Cover image courtesy John Clute, David Langford & Roger Robinson at the Encyclopedia of Science Fiction: SFE Gallery
Robert Macfarlane is coordinating a reading group for this novel – one I’ve long intended to read – over Twitter, beginning Midwinter’s Eve (20 Dec): #TheDarkIsReading
The sun was so low in the sky and the air so crisp and clear that it seemed that every tree had been fastidiously etched.
Two men are holed up in a motel, watching an amber alert on the television news (see Media Landscape) about the abduction of eight-year-old Alton Meyer: Meyer sits on the floor of the room the men occupy – its windows are blacked-out with cardboard – reading Comics. These men turn out to be Roy Tomlin (Shannon), Alton’s biological father, and Lucas (Edgerton), a state trooper and Roy’s long-lost friend from childhood. The pair has abducted Alton from “The Ranch”, a quasi-Christian Religious cult based in rural Texas that has been worshipping Alton’s ability to speak in tongues (see Linguistics) and emit beams of pure blue light from his eyes: the cult sees the boy’s Psi Powers as the harbingers of a forthcoming Rapture-like apocalypse. Cult-leader Pastor Calvin Meyer (Shepard), the boy’s adopted father, is interviewed by NSA Communications expert Paul Sevier – played here with some Humour and panache by Adam Driver in the wake of his portrayal of the Villain Kylo Ren in Star Wars: Episode VII – The Force Awakens (2015) – and pointedly asked how streams of numbers from encoded satellite transmissions have found their way into Meyer’s sermons; Pastor Meyer insists Alton received them as revelation from a holy source:-
Vigilante lawyer Matt Murdock, protagonist of Daredevil (2015-current), persuades binge-drinking private investigator Jessica Jones (2015-current), former Prison inmate Luke Cage (2016-current) and billionaire martial arts expert Danny Rand from Iron Fist (2017), to combine their efforts against the perfidious Asian Crime syndicate “The Hand”, the Secret Masters behind a series of earthquakes that begins to afflict contemporary New York.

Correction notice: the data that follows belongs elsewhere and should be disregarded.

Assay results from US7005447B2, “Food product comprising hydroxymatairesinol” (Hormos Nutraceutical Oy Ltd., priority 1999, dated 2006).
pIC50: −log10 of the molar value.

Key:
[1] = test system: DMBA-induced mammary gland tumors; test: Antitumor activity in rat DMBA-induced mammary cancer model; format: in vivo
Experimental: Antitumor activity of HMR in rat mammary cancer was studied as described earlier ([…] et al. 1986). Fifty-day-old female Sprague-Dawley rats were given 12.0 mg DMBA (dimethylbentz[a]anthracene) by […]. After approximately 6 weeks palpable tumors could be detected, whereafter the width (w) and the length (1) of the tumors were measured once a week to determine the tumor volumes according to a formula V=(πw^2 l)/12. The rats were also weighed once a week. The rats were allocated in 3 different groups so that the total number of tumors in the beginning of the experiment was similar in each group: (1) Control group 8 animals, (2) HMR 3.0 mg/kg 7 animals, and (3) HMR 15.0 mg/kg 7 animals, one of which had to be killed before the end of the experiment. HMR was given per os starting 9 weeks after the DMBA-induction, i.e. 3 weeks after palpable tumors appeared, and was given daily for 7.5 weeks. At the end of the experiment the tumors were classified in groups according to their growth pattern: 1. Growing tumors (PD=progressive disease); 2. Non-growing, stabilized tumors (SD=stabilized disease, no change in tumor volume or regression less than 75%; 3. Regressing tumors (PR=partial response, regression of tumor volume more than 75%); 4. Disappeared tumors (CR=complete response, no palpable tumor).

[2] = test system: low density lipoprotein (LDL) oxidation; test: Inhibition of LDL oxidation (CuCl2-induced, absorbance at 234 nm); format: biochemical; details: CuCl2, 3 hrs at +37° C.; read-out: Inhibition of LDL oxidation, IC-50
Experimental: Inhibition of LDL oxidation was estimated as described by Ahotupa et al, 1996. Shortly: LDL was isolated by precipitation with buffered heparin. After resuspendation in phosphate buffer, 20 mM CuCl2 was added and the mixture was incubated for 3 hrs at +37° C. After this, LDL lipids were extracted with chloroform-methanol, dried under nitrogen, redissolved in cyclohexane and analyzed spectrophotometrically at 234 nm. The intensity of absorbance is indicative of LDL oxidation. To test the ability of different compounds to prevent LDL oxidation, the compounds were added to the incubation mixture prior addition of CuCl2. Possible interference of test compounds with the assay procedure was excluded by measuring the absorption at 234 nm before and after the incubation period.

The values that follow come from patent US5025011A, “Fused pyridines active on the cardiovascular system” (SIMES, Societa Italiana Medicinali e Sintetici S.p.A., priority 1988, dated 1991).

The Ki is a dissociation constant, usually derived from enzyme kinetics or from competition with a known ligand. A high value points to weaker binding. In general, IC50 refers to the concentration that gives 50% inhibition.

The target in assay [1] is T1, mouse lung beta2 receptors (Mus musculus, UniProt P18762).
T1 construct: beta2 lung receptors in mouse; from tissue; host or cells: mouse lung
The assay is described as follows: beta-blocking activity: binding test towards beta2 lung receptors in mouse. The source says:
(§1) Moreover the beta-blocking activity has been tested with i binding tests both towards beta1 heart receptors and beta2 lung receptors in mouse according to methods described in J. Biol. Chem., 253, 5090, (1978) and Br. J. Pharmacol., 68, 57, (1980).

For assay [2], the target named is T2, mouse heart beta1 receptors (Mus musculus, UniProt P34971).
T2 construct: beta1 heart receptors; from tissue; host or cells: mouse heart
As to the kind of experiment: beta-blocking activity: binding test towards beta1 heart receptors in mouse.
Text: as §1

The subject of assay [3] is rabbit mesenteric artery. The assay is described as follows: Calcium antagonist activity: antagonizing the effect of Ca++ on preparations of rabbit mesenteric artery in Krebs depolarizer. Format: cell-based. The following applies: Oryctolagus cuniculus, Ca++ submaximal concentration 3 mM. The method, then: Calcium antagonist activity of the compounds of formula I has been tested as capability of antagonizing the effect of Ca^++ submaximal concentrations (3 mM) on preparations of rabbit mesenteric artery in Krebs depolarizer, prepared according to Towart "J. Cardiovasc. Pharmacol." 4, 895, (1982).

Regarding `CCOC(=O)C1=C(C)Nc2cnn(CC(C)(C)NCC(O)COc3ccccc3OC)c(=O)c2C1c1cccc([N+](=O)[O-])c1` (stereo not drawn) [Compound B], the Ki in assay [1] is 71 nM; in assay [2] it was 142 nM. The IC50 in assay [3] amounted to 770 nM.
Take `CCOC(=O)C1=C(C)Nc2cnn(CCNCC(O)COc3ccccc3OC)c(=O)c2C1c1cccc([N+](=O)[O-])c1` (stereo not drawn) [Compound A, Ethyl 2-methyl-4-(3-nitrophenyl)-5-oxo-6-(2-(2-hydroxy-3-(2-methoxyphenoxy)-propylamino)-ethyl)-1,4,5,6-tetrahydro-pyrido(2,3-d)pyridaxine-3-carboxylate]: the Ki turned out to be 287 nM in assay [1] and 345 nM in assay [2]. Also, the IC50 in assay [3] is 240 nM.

The original line-up of The Defenders from Marvel Feature #1 (December 1971) included the man from Atlantis Namor, the Alien emissary the Silver Surfer, and The Incredible Hulk, central character of both the US tv series (1977-1982) and the film of the same name (2008); this was coordinated by Comic-book Hero Doctor Strange, most recently given the big-budget treatment in Doctor Strange (2016). The membership of the four-strong team of Superheroes changed frequently, however, over the course of its run in Marvel Comics from 1972 until 1986, as it did on a mission-by-mission basis under the name The Secret Defenders (1993-1995), and was always subject to the kind of contractual availability and convenience that made it suitable for current-day aims of the Television arm of the Marvel Cinematic Universe:
We were too ill to enjoy last year’s autumn but this year’s has been glorious.
There are a few days in early November when England is as beautiful as England in early May – and that’s saying something.
The people around you only own the world of which you’re part by assertion: you can go ahead and put your feet wherever you might like.
“Am I the only one who can see the fucking sense, here?” asks K’s boss at the Los Angeles Police Department, Lieutenant Joshi (Wright): “This breaks the world, K.” “The ancient models give the entire endeavour a bad name,” says Wallace’s corporate enforcer and later-model replicant Luv (Hoeks). This is the way mid-twenty first century Earth is organized: cops, renegades and production units. Any production unit that goes renegade is “retired” (i.e. murdered) by a Blade Runner, itself a production unit of a system of Crime and Punishment that exists to protect the commercial interests of the Corporations. The tripartite power structure mirrors the Subhuman/Protagonist/Übermensch methodology of mid-era Philip K Dick, which Dick himself laid out in a long letter to fellow sf writer Ron Goulart in the summer of 1964: “The entire dramatic line of the book hinges on the impact between [the Übermensch] and [the Subhuman],” Dick is quoted as writing to Goulart in Divine Invasions: A Life of Philip K. Dick (1989), “…the personal problem of [the Subhuman] is the public solution for [the Übermensch].” Here, the “miracle birth” McGuffin of Rachael’s lost child Messiah – a common motif in the work of Philip K Dick, whose dedication to a Drug-fuelled Jungian version of the Gnostic Religion only intensified over the course of the 1960s – is used to relate the domestic concerns of K, and those of the protagonist of the first film, Rick Deckard (Ford), to the world-sized problem faced by Niander Wallace, the Übermensch who replaces Eldon Tyrell in Dick’s schema from Do Androids Dream of Electric Sheep? (1968):-
When I’m too tired or crazy to meditate, I sometimes go to the Tate: it tends to have a calming effect.